The Financial Times recently brought us a story about the two technology giants, Apple and Samsung collaborating over a new form of SIM card. The two companies have apparently agreed to work together on designing and developing a new common architecture standard for an electronic SIM (Subscriber Identity Module). This new generation of SIM would replace its physical / plastic older brother.
The new concept in the tech giant’s eyes would allow us, the users to easily switch between network carriers without having to switch SIM cards. The Financial Times stated it would, “fundamentally change how consumers sign up to mobile operators.” Although the transition seems like a smart way to move forward technologically, is the change necessarily a good thing for the consumers pockets overall? Are mobile plan prices likely go up as the power shifts from network providers to phone-makers?
If you have seen the story on the news about the new eSIM card and thought it’s a great idea you are not alone. Yet, there are some conflicting opinions within the market place concerning its affects on the market once it gets rolled out. The benefits of the new system would allow us to switch between network providers much more easily. It would also mean that our mobile phones would be sold unlocked making it easier to change between providers at any time, either home or abroad. If we were to let our imagination run completely wild we could even consider the idea of eliminating roaming charges, because anyone with a new eSIM would be able to access local networks when abroad and receive local rates. A topic I've delved into a few times recently.
Whilst the opportunities sound intriguing, The Economist doesn’t sound particularly excited about the change as they explained in their comment on the topic:
“Operators would lose control of the market, but Apple and other device-makers might gain from it. They would, if regulators let them, be able to choose which operators appeared on the menu when buyers of their phones and tablets were setting them up. The risk: the SIM cards demise leads to less choice and higher prices for users.”
Ultimately the standards and guidelines on which the new SIM are established will have to be approved by the GSM Association. This association represents hundreds of telecoms companies across the globe and as times change, the telecoms companies will be relying ever more on the GSM to maintain a certain level of control. The GSM are very important in this process because they were the organisation who decided which radio frequency spectrum the mobile platform would sit on, and how devices would identify themselves (via SIM cards).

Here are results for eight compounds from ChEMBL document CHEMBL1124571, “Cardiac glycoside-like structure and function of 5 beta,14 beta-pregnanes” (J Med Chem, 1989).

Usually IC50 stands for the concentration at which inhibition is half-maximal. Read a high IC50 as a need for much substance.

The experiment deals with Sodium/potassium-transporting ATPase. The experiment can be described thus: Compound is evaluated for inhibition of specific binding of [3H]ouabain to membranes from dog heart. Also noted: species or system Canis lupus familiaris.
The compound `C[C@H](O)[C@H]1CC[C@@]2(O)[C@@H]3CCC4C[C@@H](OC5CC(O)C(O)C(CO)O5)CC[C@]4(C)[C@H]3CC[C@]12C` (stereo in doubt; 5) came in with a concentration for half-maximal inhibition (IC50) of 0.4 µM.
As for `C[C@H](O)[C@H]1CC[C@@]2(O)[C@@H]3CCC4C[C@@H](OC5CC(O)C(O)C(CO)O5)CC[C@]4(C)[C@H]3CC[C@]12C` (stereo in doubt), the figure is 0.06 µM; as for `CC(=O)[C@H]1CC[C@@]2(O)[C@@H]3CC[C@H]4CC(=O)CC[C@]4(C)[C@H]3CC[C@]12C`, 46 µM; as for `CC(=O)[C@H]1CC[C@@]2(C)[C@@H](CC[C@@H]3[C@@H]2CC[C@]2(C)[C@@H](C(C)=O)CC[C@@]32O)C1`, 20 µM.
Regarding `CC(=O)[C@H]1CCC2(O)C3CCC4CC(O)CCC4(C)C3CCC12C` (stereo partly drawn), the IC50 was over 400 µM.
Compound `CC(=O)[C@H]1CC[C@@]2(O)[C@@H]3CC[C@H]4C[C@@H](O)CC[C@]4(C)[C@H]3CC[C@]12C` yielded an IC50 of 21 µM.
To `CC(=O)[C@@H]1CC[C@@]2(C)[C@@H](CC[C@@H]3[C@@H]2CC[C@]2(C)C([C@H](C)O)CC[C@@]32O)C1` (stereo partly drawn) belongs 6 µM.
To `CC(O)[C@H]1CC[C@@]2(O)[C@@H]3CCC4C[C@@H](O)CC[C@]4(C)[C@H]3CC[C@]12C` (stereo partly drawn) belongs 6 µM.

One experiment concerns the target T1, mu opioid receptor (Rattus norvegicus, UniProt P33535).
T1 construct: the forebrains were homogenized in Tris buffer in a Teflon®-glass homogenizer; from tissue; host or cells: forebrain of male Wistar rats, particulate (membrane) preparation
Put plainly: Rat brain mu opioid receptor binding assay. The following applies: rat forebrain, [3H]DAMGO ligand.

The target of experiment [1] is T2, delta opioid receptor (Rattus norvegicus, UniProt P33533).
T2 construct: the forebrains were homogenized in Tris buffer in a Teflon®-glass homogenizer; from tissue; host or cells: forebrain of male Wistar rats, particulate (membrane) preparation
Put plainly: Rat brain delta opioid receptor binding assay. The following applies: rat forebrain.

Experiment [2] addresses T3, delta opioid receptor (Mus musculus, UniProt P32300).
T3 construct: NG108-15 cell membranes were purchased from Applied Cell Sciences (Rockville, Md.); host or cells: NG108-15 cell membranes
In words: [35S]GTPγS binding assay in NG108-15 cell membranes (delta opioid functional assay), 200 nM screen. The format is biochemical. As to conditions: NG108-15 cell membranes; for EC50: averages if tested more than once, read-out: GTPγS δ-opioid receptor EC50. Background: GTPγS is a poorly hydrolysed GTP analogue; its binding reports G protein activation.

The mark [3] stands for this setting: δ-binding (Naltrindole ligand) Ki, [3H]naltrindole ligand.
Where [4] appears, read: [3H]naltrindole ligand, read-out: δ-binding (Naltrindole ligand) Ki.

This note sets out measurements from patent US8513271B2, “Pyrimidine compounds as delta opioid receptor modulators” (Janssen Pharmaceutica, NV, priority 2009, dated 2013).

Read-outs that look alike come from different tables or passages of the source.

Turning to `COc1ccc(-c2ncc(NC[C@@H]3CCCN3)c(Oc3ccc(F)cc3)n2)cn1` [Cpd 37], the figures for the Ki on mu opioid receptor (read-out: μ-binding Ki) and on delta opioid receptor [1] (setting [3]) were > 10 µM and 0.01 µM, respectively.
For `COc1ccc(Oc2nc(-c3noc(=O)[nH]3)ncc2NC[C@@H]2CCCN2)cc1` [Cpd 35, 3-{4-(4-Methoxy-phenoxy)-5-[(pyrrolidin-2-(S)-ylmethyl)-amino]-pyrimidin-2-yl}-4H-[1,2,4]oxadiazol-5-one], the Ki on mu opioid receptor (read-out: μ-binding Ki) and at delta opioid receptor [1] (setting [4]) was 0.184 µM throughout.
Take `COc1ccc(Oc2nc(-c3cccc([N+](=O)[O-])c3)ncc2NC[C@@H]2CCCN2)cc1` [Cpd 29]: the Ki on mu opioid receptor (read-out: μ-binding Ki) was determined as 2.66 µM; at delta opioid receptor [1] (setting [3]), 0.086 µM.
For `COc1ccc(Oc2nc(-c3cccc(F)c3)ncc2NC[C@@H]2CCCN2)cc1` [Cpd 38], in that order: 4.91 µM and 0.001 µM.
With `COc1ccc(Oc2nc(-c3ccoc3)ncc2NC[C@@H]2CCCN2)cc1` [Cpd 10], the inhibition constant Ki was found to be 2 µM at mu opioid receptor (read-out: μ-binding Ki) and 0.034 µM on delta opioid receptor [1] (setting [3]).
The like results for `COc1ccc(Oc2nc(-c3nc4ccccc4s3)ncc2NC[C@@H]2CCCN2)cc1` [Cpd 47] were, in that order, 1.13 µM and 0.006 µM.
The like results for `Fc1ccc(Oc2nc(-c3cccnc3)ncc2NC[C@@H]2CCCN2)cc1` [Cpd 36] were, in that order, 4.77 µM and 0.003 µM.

The SIM card is a mobile device's unique identification within a network and besides broadcasting your number, the SIM also sends a variety of encryption keys which with todays technology is a trivial security system. This was proven in 2013 when mobile phone hacking by government officials was occurring for average Joes across the planet.
Earlier this year we also learned that a group of NSA and GCHQ spies had actually hacked the system of the world's largest SIM maker, Gemalto to give them access to encryption keys of the company’s billions of SIM cards. This made it even easier to decrypt mobile communications to the extent that the NSA has even patented a new technology that can detect when someone takes the SIM out of the phone and the replaces it (in hopes of disconnecting anyone listening in).
The new eSIM being software based could potentially allow for more secure encryption protocols, but we won't know any more about security until the GSM announces the new protocol structure. The Financial Times have mentioned that we could witness the launch of the new eSIM as early as 2016.
At this stage, the reservations we at Buckscoop have are centred primarily around the customer’s ability to change carriers at the drop of a hat in order to keep mobile plan costs low. This level of changeability within the market creates competitive pricing amongst carriers and allows the customer to have a series of SIM cards to receive favourable rates no matter what their activity is. But, if everything is loaded within the phone and you have to download new carrier SIMs, this instantly gives much more power to the mobile phone manufacturers. Plus this also creates a more desirable item to thieves. If your phone gets stolen you no longer just lose the phone, you also lose all the credit on the downloaded eSIMs which is saved on the devices hard drive. Thus bolt-on software or app-based solutions will need to be made available to protect customers from these scenarios. Current anti-theft functionality found in most antivirus products these days are a starting point, but it's not certain at this stage whether these will suffice.
If the plans go ahead for 2016 then we could be seeing the iPhone 7 and Samsung Galaxy S7 launched with the new platform. We will update you as this story develops regarding launch dates, pricing and network providers who will be getting involved from day one.